I do love me some movie serials. Currently I own four, but I would like to both own more and do reviews of them. (I would do them in video form, but I would either like to do it from an actual movie theater or do something with a storyline in homage. My budget allows for neither.)
The Adventures of Captain Marvel is my favorite movie serial, so much so that even though I already owned the VHS I wanted to get this on DVD. Not just because I’m trying to clean some space on my movie shelves by replacing the tapes with the less-room-taking DVDs, because I’m planning to keep this tape, but because I wanted to make sure I had a way to watch this.
For the uniformed who didn’t click the Wikipedia link up there, movie serials come from the days where there were no televisions. Comics were still around, and you could listen to your favorite characters on audio dramas, but every Saturday kids could head down to their local theater to catch their favorite characters, and a few originals, in multi-part stories of good versus evil. It’s an experience that my generation never really had, since unless you went over your friend’s house to do something other than play Atari 2600 or get kicked outside by your friend’s parents so they could watch their own shows or get at that Donkey Kong you could “enjoy the fresh air and sunlight”, you never came close to knowing.
Nowadays you can watch something like Lost and discuss what happened over the water cooler the next day, or just wait and ruin the experience by watching all the DVD’s in a big marathon. Or you can wait until the Internet is hosting them somewhere because you can’t fathom waiting a week for the next chapter. Because you’re a bunch of wussies. (I changed a letter to fit the usual BW protocols. Guess which one.) I used to catch Matinee at the Bijou on PBS and that (plus some airing on my local Cable Access channel) is how I fell in love with them. My favorite animated series, Filmation’s Flash Gordon was also done in this style and they did two other shows in the serial format that I loved as a kid, Jason of Star Command and a segment on their version of Mighty Mouse called “The Great Space Chase“.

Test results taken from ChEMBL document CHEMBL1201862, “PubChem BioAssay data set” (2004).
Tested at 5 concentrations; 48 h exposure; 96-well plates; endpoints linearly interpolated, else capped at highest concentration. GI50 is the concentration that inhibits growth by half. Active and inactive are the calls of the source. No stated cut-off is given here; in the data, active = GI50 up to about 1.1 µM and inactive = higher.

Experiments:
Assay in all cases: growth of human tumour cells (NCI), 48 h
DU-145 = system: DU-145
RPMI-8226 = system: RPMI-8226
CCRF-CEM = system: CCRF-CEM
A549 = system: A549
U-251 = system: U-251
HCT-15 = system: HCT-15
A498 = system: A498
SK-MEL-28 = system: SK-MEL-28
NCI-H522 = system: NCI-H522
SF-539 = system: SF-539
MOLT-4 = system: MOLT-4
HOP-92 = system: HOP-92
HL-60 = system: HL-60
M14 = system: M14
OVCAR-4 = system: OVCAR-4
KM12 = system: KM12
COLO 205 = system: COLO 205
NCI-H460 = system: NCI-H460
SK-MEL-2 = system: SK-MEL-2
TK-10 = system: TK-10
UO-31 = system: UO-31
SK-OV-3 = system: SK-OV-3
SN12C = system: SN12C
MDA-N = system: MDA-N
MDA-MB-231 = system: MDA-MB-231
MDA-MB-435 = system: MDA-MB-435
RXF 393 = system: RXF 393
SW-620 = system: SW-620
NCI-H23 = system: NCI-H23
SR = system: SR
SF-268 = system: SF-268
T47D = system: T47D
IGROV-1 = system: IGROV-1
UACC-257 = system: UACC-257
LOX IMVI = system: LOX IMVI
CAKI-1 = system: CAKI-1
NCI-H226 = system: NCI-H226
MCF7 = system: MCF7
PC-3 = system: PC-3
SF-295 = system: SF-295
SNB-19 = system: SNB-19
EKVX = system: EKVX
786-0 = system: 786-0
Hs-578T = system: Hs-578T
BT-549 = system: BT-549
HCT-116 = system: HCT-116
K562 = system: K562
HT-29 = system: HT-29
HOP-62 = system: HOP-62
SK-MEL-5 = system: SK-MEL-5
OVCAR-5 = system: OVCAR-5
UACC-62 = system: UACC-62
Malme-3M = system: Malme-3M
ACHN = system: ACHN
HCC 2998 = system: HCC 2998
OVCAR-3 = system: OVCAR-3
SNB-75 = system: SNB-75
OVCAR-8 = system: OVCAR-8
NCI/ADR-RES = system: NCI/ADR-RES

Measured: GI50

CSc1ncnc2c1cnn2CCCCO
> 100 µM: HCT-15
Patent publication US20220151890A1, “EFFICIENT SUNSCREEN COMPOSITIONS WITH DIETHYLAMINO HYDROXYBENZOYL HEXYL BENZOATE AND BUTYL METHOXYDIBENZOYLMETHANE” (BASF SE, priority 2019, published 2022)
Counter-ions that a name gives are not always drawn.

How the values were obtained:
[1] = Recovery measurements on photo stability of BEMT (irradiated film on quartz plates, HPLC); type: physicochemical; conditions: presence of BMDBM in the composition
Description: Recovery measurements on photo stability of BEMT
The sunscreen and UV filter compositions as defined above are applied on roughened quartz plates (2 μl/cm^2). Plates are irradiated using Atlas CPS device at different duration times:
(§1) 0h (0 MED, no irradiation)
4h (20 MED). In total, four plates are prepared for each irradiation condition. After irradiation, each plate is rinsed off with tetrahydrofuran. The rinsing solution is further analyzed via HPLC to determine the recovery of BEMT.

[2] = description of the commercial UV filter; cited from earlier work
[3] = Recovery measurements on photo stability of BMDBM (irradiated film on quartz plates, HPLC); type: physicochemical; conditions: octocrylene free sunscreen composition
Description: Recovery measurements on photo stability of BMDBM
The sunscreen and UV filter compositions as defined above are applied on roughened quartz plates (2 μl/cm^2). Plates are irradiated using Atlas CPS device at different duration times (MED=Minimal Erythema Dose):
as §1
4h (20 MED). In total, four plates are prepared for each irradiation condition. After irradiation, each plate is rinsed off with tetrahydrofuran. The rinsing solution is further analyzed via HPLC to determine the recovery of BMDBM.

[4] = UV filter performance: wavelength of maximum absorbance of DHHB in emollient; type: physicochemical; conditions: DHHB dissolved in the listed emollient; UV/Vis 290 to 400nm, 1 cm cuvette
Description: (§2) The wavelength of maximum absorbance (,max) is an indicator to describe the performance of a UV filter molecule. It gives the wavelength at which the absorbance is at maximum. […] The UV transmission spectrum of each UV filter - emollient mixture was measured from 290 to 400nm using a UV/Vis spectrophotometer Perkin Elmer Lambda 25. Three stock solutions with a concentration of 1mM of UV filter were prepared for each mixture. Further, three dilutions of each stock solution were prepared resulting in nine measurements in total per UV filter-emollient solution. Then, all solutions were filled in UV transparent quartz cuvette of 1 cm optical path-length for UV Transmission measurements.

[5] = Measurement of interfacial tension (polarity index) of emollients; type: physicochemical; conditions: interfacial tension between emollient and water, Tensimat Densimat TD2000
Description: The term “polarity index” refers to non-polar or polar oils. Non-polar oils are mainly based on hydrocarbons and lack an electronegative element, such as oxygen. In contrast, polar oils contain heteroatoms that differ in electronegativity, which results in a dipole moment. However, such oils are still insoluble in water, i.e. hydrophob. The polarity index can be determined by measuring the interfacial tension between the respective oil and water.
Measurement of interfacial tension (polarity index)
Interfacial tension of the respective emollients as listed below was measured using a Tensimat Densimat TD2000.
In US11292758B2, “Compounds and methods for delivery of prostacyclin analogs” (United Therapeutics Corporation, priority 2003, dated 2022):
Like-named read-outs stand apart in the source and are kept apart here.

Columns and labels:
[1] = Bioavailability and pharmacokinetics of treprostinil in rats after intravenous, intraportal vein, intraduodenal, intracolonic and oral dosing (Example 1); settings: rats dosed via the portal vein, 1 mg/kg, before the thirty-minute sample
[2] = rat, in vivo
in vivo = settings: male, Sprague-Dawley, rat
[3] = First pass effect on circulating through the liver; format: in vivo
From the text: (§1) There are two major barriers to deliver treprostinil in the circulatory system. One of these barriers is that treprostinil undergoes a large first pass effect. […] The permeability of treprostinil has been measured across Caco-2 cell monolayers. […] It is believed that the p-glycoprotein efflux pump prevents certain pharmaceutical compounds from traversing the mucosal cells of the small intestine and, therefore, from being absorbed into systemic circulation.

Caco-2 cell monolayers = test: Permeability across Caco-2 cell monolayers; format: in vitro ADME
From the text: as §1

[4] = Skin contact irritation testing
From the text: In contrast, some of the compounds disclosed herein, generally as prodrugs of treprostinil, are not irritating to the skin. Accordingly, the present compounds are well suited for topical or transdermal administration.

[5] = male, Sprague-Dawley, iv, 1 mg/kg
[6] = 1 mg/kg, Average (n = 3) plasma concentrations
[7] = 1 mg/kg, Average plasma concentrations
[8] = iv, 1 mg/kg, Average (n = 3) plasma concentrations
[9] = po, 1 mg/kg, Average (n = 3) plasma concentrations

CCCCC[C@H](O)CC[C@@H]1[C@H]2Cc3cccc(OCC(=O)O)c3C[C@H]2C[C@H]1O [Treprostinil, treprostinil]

Someday I’ll get into serials as a whole and why I like them, but for this transfer from my “Scanning My Collection” article series (which usually goes into comics but I also go through my videos) we take a look at this one specifically, and see why I like it so much.
Totally need to design a logo if I’m making this a separate article series.Tom Tyler, Frank Coghlan, Jr, Louise Currie, William Benedict, and others SHOW TYPE: 12-part movie serial DISTRIBUTOR: (originally) Republic Pictures (this collection) Artisan (VHS version) Republic Home Video
This calls on the question of why Republic didn’t release the DVD as well, and I think they were both released at the same time. I picked up the VHS because I didn’t have a DVD player at the time.
The story is, of course, based on the then Fawcett Publications owned comic character. According to IMDB, this was intended as a Superman serial but National turned it down. (They would later make two serials with Columbia.) Actually, Wikipedia seems to indicate it was the previous film, Mysterious Doctor Satan, which I haven’t seen, so I should probably fix that in the original review. Anyway, Captain Marvel would be the first live-action superhero from the comics.